Key art for the seventh season of Marvel’s Agents of S.H.I.E.L.D. shows the main characters for the season premiere, as well as the milieu: 1931 New York City. (Courtesy ABC)

By Andrew A. Smith

Tribune Content Agency

June 4, 2020 — Marvel’s Agents of S.H.I.E.L.D. are back!

Well, for 13 episodes. The seventh season — and the series — comes to an end Aug 12 with back-to-back episodes scheduled for the Disney-owned network ABC. Still, it’s nice to have Director Mackenzie (Henry Simmons), Agent Johnson (Chloe Bennet), Agent May (Ming-Na Wen) and the rest of the merry crew from the Strategic Homeland Intervention, Enforcement and Logistics Division back for a little while. I’ve missed them!

You’ll note I didn’t mention series star Clark Gregg. That’s because his character, Phil Coulson, died (for the second time) at the end of season 5. And he’s still dead.

Which hasn’t stopped Gregg from being on the show! On season 6 he appeared as “Sarge,” an entirely different character, who was an alien shapeshifter that had taken Coulson’s form. (Spoiler: He came to a bad end.) In season 7, Gregg re-appears as an LMD (Life Model Decoy) of Coulson, a realistic android who, of course, looks and acts just like the real thing.

Now, some may write off this LMD thing as a cop-out. “Oh, it’s television, they just make it up.” Well, that’s true enough. But the “S.H.I.E.L.D.” TV writers didn’t make up the LMD. That goes back to the very first S.H.I.E.L.D. story, in Strange Tales #135 in 1965, courtesy of Stan Lee and Jack Kirby.

The LMDs in that story are very literally decoys, sent out to distract Hydra agents who planned to assassinate Nick Fury, S.H.I.E.L.D.’s choice for a new director. (Hydra had succeeded in assassinating the previous director.) And sure enough, Hydra assassinated all the LMDs, while the real Fury was smuggled into the helicarrier. (Yes, those awesome behemoths were dreamed up in the first story, too!)

And LMDs have continued to be a vital part of the Marvel Universe in comics. Nick Fury (the white one, before Sam Jackson), “died” so many times, only for the corpse to turn out to be an LMD, that it became an in-story running gag. For years nobody ever knew whether they were talking to the real Fury, or a robot. That was pretty handy for the nation’s top espionage officer.

One story, Nick Fury vs. S.H.I.E.L.D. (1988), had virtually the entire supporting cast killed off and replaced by LMDs. When Nick Fury, Agent of S.H.I.E.L.D. was revived in 1989 as a monthly title, Marvel quickly did a two-step and revealed that all of them were still alive, merely held prisoner by the LMDs. Otherwise, presumably, the book would have been titled Nick Fury, All By His Lonesome.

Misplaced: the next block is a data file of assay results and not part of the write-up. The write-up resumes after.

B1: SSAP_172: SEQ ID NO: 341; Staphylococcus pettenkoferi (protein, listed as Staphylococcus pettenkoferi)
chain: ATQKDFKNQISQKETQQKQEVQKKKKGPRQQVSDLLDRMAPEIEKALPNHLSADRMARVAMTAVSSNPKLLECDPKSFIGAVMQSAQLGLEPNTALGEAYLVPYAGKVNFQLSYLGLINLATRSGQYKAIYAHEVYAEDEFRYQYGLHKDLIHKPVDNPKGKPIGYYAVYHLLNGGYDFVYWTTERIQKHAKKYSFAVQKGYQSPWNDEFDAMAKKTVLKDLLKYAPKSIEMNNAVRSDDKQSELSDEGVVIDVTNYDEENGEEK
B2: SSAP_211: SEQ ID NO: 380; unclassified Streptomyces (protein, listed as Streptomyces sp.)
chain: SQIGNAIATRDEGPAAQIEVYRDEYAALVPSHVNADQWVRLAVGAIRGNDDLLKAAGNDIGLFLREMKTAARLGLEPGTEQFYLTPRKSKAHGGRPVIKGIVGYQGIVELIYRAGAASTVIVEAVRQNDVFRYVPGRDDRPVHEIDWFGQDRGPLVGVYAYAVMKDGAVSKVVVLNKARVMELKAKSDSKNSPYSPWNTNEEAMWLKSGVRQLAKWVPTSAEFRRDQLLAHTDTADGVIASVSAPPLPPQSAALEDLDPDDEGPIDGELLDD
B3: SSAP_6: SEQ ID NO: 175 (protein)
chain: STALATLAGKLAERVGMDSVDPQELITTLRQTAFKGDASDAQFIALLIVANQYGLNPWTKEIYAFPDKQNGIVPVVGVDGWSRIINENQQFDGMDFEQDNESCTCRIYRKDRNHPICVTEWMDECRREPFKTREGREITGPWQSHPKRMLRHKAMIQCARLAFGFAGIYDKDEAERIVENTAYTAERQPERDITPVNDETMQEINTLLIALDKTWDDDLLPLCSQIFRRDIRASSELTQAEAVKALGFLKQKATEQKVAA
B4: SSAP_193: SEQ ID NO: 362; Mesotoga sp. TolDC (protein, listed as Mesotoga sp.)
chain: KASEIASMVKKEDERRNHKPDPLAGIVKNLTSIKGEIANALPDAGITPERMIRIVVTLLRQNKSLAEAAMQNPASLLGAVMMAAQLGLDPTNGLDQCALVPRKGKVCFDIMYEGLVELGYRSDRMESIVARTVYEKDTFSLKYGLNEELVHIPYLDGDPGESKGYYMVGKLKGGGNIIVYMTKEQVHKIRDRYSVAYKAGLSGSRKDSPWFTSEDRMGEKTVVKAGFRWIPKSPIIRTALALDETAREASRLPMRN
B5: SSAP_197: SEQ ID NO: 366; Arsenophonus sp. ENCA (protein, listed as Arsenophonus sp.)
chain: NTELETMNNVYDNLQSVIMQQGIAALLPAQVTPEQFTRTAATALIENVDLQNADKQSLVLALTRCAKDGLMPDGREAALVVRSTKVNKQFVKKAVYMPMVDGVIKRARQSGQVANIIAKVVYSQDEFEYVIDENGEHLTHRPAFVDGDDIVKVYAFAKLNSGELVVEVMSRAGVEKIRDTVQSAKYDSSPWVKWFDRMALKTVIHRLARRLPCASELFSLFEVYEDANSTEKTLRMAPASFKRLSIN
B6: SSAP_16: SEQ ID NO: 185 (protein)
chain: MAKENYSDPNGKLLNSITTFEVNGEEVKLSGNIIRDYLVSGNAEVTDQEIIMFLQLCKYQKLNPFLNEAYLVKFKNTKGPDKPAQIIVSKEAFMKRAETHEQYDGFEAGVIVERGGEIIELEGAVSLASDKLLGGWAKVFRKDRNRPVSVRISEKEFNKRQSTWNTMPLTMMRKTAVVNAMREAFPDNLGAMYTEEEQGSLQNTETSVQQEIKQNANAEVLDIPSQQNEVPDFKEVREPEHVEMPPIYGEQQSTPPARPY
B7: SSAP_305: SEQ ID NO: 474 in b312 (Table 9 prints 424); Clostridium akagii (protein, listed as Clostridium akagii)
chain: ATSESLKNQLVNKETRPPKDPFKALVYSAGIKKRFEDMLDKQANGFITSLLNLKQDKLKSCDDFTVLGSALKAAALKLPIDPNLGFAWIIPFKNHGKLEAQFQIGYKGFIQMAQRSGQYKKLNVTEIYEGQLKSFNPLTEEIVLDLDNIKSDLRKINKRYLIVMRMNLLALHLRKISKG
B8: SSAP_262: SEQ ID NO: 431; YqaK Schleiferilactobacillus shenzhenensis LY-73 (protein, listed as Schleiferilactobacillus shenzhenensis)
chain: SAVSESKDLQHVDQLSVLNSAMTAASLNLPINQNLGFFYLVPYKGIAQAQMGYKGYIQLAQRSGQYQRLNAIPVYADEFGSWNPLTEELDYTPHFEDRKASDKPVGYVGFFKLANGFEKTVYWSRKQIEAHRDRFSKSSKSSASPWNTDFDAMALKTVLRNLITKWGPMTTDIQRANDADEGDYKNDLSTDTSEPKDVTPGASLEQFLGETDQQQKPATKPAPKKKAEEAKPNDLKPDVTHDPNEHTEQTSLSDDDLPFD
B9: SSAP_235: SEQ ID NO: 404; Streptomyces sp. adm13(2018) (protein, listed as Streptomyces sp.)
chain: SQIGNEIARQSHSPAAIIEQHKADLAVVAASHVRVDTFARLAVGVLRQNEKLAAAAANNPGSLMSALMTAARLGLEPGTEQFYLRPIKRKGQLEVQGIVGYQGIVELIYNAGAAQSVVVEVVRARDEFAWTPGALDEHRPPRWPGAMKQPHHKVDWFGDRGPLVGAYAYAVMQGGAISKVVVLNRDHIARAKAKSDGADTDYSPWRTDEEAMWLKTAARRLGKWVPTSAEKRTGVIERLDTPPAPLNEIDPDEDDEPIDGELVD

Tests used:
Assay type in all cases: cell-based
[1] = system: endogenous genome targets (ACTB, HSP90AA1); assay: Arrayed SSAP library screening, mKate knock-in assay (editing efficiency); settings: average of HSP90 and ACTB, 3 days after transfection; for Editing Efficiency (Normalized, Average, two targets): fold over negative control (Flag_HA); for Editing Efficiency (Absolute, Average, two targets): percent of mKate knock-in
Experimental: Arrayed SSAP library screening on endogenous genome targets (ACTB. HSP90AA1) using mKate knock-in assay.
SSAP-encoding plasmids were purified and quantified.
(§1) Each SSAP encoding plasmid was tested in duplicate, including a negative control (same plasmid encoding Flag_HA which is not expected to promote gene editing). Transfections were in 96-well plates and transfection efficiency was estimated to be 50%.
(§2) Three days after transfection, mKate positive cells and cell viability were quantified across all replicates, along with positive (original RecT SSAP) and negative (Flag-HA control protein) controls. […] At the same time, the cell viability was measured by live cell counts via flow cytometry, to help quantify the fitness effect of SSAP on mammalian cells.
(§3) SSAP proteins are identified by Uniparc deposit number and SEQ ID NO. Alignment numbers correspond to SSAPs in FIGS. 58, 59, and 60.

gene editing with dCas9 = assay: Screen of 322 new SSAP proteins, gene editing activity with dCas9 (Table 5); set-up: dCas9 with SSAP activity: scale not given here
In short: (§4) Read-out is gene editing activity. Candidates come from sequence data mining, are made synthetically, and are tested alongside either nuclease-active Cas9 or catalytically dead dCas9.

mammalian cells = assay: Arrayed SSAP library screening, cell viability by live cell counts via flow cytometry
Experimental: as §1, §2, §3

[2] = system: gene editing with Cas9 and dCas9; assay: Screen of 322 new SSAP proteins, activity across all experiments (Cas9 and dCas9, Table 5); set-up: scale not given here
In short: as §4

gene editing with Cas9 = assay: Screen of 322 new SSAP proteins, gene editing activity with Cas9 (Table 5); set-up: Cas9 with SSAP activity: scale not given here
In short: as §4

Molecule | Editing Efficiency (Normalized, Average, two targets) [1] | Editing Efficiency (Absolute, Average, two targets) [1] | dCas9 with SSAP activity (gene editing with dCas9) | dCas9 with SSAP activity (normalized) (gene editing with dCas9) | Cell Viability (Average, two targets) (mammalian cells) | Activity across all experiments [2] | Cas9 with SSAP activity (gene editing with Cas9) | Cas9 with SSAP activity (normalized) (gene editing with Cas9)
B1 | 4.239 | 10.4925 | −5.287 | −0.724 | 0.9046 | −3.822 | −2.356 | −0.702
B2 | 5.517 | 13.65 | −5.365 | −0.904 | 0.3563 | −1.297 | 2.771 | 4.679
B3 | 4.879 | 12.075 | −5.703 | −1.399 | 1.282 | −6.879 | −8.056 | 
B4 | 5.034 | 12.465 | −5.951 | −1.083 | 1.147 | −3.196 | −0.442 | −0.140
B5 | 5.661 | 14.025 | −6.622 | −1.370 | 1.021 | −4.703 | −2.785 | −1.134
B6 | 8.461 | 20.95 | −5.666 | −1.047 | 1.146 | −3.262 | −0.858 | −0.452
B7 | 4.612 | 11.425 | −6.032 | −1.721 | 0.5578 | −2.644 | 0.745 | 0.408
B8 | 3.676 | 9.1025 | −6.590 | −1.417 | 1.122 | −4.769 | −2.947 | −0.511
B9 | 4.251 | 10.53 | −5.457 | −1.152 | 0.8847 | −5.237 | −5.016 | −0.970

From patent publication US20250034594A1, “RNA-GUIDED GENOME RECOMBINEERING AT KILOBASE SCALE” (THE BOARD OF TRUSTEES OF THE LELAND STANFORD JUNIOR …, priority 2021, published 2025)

Now, Fury’s longevity — the one who fought in World War II — has long been explained by a chemical called the “Infinity Formula,” which blah blah mad scientist blah blah immortality blah blah. Since two of the “Howling Commandos” of World War II were similarly long-lived, it was assumed that Timothy Aloysius “Dum Dum” Dugan and Gabriel “Gabe” Jones were also partaking of the Formula.

But not so! It turns out that Dugan was killed in 1966, and SHIELD scientists managed to preserve the body, and Dugan’s brain, in order to somehow pipe Dugan’s mind (soul?) into an LMD of Dugan. So that’s who been at Fury’s right hand, never aging, ever since! (No explanation is necessary for Jones, who retired in 1988, and died in 2010.)

In 2014, Dugan (played by Neal McDonough in the Marvel universe, an actor who went on to be bad guy Damian Darhk in The CW’s Arrowverse), was not pleased when he found out what Fury had done. He killed himself, with orders for the LMD to not be re-created.

But you know how that goes. Currently Dugan, as an LMD, leads a new Howling Commandos, a quasi-military squad made up entirely of Marvel monsters (who are nevertheless good guys). They are agents of S.T.A.K.E. (Special Threat Assessment for Known Extranormalities), because Marvel just can’t let a good acronym go to waste.

My point, if I have to make it, is that the TV show didn’t just invent this LMD business out of whole cloth to justify bringing Gregg back. The LMD option, part of the S.H.I.E.L.D. mythos for more than five decades, was hanging there as low fruit.

Meanwhile, Marvel’s Agents of S.H.I.E.L.D. season 7, episode 1, offers up some more surprises. For example, the agents have discovered that the alien, robotic Chronicoms — which I keep mispronouncing “Comic Cons” — have gone back in time to eliminate S.H.I.E.L.D., so that the planet will be easier to conquer in the present. Our main cast travels to 1931 in pursuit. (Yes, time travel. Keep aspirin handy for the inevitable paradox headaches.)